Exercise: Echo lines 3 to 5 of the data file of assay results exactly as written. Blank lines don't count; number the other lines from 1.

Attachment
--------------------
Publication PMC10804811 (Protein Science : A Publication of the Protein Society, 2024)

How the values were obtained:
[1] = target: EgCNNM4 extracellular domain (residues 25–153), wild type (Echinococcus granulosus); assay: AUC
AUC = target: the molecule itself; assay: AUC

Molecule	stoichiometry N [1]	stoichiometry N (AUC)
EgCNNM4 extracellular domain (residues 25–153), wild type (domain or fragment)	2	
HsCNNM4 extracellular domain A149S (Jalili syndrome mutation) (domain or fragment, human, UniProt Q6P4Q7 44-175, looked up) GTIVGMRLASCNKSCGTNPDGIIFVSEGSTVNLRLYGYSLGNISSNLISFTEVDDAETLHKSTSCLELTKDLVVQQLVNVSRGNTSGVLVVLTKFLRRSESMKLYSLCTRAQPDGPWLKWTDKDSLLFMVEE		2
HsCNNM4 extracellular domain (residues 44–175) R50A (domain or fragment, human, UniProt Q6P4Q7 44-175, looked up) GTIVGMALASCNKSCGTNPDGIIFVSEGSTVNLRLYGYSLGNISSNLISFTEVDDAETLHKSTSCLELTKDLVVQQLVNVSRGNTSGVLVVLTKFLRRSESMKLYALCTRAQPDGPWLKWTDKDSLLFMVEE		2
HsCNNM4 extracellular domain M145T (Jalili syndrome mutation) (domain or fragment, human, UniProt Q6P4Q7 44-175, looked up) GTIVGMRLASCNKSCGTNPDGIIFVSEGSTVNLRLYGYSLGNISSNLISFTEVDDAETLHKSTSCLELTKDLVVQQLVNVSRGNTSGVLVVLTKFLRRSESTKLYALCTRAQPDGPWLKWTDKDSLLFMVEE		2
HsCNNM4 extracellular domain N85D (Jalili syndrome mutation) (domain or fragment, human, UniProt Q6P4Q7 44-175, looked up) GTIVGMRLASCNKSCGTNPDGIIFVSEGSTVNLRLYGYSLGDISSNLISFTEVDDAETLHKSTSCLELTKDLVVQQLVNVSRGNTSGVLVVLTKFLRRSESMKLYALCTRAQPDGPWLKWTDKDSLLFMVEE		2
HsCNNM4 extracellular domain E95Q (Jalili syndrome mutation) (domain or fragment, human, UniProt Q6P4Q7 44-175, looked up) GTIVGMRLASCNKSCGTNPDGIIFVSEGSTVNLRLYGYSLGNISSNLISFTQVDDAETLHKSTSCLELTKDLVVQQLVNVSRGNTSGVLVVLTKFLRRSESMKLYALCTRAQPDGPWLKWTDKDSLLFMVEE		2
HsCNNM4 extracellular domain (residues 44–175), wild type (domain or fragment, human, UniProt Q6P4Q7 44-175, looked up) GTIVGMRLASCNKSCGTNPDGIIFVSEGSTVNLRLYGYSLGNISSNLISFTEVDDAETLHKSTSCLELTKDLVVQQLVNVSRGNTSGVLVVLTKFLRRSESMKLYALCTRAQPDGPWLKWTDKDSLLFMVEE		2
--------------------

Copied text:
[1] = target: EgCNNM4 extracellular domain (residues 25–153), wild type (Echinococcus granulosus); assay: AUC
AUC = target: the molecule itself; assay: AUC

Molecule	stoichiometry N [1]	stoichiometry N (AUC)